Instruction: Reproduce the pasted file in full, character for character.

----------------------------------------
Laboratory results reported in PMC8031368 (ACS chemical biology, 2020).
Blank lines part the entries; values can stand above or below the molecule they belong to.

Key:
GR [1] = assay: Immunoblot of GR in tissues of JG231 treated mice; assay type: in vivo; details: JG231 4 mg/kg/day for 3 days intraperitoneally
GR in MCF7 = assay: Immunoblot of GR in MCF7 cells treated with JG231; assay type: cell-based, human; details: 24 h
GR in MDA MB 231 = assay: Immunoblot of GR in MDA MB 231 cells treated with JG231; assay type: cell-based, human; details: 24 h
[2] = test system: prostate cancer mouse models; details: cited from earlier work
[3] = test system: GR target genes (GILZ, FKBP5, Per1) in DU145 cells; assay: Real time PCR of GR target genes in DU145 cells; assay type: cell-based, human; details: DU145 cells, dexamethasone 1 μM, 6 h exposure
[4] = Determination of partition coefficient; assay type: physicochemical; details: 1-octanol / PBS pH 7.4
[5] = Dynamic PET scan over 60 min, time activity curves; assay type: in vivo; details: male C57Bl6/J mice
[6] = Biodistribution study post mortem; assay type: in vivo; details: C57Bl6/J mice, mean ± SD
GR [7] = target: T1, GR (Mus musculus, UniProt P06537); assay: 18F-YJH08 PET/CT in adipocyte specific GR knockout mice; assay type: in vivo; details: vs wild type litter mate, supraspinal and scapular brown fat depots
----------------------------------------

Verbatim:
Laboratory results reported in PMC8031368 (ACS chemical biology, 2020).
Blank lines part the entries; values can stand above or below the molecule they belong to.

Key:
GR [1] = assay: Immunoblot of GR in tissues of JG231 treated mice; assay type: in vivo; details: JG231 4 mg/kg/day for 3 days intraperitoneally
GR in MCF7 = assay: Immunoblot of GR in MCF7 cells treated with JG231; assay type: cell-based, human; details: 24 h
GR in MDA MB 231 = assay: Immunoblot of GR in MDA MB 231 cells treated with JG231; assay type: cell-based, human; details: 24 h
[2] = test system: prostate cancer mouse models; details: cited from earlier work
[3] = test system: GR target genes (GILZ, FKBP5, Per1) in DU145 cells; assay: Real time PCR of GR target genes in DU145 cells; assay type: cell-based, human; details: DU145 cells, dexamethasone 1 μM, 6 h exposure
[4] = Determination of partition coefficient; assay type: physicochemical; details: 1-octanol / PBS pH 7.4
[5] = Dynamic PET scan over 60 min, time activity curves; assay type: in vivo; details: male C57Bl6/J mice
[6] = Biodistribution study post mortem; assay type: in vivo; details: C57Bl6/J mice, mean ± SD
GR [7] = target: T1, GR (Mus musculus, UniProt P06537); assay: 18F-YJH08 PET/CT in adipocyte specific GR knockout mice; assay type: in vivo; details: vs wild type litter mate, supraspinal and scapular brown fat depots